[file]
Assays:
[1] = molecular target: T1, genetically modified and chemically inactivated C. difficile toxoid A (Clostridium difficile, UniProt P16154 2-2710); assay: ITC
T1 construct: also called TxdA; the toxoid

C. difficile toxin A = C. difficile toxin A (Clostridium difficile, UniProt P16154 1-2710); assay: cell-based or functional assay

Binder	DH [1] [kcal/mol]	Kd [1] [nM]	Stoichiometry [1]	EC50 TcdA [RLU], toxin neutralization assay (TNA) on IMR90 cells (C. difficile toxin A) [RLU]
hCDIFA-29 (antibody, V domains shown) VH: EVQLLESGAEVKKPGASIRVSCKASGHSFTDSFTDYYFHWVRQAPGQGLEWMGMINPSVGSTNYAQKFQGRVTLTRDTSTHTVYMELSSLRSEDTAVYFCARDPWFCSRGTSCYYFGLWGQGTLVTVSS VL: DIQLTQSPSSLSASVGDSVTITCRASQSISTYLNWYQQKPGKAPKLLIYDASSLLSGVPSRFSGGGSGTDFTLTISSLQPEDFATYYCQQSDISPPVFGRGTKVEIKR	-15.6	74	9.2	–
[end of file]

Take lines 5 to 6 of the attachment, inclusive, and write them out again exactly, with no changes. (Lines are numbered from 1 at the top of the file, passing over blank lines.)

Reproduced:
Binder	DH [1] [kcal/mol]	Kd [1] [nM]	Stoichiometry [1]	EC50 TcdA [RLU], toxin neutralization assay (TNA) on IMR90 cells (C. difficile toxin A) [RLU]
hCDIFA-29 (antibody, V domains shown) VH: EVQLLESGAEVKKPGASIRVSCKASGHSFTDSFTDYYFHWVRQAPGQGLEWMGMINPSVGSTNYAQKFQGRVTLTRDTSTHTVYMELSSLRSEDTAVYFCARDPWFCSRGTSCYYFGLWGQGTLVTVSS VL: DIQLTQSPSSLSASVGDSVTITCRASQSISTYLNWYQQKPGKAPKLLIYDASSLLSGVPSRFSGGGSGTDFTLTISSLQPEDFATYYCQQSDISPPVFGRGTKVEIKR	-15.6	74	9.2	–